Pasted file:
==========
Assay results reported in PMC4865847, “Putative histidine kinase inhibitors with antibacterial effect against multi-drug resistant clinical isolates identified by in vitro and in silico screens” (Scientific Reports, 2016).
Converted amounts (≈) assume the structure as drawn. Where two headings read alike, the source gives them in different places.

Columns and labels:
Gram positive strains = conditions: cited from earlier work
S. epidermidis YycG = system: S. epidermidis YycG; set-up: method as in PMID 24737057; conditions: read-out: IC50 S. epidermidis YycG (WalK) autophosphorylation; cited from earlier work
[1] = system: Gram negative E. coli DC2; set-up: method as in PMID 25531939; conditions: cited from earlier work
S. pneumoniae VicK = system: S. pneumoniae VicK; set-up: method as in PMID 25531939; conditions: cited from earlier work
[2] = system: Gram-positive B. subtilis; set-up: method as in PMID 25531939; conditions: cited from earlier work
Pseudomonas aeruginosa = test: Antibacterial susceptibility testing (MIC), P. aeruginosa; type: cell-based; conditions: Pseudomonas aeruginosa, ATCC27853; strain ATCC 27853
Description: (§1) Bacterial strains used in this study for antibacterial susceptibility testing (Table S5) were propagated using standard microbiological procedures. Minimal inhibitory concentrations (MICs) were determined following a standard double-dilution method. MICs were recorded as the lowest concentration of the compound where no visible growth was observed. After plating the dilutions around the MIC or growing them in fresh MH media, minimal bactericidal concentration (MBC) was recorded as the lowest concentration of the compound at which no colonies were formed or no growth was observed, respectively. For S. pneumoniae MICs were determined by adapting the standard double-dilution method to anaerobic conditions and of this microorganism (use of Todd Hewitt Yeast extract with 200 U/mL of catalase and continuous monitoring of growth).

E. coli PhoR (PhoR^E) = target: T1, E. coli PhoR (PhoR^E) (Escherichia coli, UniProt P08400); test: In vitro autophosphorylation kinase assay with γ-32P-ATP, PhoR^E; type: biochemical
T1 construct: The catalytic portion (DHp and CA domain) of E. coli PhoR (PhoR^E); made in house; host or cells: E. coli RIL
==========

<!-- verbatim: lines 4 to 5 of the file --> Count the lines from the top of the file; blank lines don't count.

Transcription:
Gram positive strains = conditions: cited from earlier work
S. epidermidis YycG = system: S. epidermidis YycG; set-up: method as in PMID 24737057; conditions: read-out: IC50 S. epidermidis YycG (WalK) autophosphorylation; cited from earlier work